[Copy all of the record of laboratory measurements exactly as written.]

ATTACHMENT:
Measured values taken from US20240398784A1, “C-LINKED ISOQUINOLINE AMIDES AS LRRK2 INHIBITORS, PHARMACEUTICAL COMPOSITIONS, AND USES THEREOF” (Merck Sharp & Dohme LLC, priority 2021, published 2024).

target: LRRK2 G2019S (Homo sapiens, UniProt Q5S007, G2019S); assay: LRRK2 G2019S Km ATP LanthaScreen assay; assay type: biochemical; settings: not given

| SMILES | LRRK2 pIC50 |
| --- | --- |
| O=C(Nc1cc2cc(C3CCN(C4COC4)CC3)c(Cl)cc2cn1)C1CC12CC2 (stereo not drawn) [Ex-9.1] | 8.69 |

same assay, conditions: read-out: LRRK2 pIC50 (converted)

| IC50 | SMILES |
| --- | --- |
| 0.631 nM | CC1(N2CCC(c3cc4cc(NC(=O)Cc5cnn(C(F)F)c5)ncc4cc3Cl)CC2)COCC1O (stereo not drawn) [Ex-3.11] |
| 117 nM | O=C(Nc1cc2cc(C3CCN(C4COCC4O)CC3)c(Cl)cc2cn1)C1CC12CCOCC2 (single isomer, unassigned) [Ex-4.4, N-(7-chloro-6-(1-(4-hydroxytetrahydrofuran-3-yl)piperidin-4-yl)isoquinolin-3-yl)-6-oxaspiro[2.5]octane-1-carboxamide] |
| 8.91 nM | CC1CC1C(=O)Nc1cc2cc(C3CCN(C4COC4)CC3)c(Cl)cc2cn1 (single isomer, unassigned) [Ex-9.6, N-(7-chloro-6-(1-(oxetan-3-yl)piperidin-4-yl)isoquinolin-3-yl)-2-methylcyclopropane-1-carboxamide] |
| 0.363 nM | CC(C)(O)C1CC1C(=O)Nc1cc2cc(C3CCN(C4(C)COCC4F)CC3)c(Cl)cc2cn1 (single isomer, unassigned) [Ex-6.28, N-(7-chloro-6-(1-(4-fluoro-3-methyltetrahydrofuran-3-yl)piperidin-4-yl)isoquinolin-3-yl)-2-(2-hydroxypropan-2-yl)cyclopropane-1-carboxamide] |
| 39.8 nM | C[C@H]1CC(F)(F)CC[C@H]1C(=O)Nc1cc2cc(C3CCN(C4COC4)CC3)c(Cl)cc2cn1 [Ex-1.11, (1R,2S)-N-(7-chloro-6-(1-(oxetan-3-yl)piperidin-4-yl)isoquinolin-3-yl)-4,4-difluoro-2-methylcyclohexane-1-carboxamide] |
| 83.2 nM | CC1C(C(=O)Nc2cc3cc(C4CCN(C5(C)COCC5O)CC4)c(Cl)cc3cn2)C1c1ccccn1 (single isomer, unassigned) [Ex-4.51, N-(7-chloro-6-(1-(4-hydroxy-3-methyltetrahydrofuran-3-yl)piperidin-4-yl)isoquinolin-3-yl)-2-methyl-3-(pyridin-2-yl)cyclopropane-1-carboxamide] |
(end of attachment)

Measured values taken from US20240398784A1, “C-LINKED ISOQUINOLINE AMIDES AS LRRK2 INHIBITORS, PHARMACEUTICAL COMPOSITIONS, AND USES THEREOF” (Merck Sharp & Dohme LLC, priority 2021, published 2024).

target: LRRK2 G2019S (Homo sapiens, UniProt Q5S007, G2019S); assay: LRRK2 G2019S Km ATP LanthaScreen assay; assay type: biochemical; settings: not given

| SMILES | LRRK2 pIC50 |
| --- | --- |
| O=C(Nc1cc2cc(C3CCN(C4COC4)CC3)c(Cl)cc2cn1)C1CC12CC2 (stereo not drawn) [Ex-9.1] | 8.69 |

same assay, conditions: read-out: LRRK2 pIC50 (converted)

| IC50 | SMILES |
| --- | --- |
| 0.631 nM | CC1(N2CCC(c3cc4cc(NC(=O)Cc5cnn(C(F)F)c5)ncc4cc3Cl)CC2)COCC1O (stereo not drawn) [Ex-3.11] |
| 117 nM | O=C(Nc1cc2cc(C3CCN(C4COCC4O)CC3)c(Cl)cc2cn1)C1CC12CCOCC2 (single isomer, unassigned) [Ex-4.4, N-(7-chloro-6-(1-(4-hydroxytetrahydrofuran-3-yl)piperidin-4-yl)isoquinolin-3-yl)-6-oxaspiro[2.5]octane-1-carboxamide] |
| 8.91 nM | CC1CC1C(=O)Nc1cc2cc(C3CCN(C4COC4)CC3)c(Cl)cc2cn1 (single isomer, unassigned) [Ex-9.6, N-(7-chloro-6-(1-(oxetan-3-yl)piperidin-4-yl)isoquinolin-3-yl)-2-methylcyclopropane-1-carboxamide] |
| 0.363 nM | CC(C)(O)C1CC1C(=O)Nc1cc2cc(C3CCN(C4(C)COCC4F)CC3)c(Cl)cc2cn1 (single isomer, unassigned) [Ex-6.28, N-(7-chloro-6-(1-(4-fluoro-3-methyltetrahydrofuran-3-yl)piperidin-4-yl)isoquinolin-3-yl)-2-(2-hydroxypropan-2-yl)cyclopropane-1-carboxamide] |
| 39.8 nM | C[C@H]1CC(F)(F)CC[C@H]1C(=O)Nc1cc2cc(C3CCN(C4COC4)CC3)c(Cl)cc2cn1 [Ex-1.11, (1R,2S)-N-(7-chloro-6-(1-(oxetan-3-yl)piperidin-4-yl)isoquinolin-3-yl)-4,4-difluoro-2-methylcyclohexane-1-carboxamide] |
| 83.2 nM | CC1C(C(=O)Nc2cc3cc(C4CCN(C5(C)COCC5O)CC4)c(Cl)cc3cn2)C1c1ccccn1 (single isomer, unassigned) [Ex-4.51, N-(7-chloro-6-(1-(4-hydroxy-3-methyltetrahydrofuran-3-yl)piperidin-4-yl)isoquinolin-3-yl)-2-methyl-3-(pyridin-2-yl)cyclopropane-1-carboxamide] |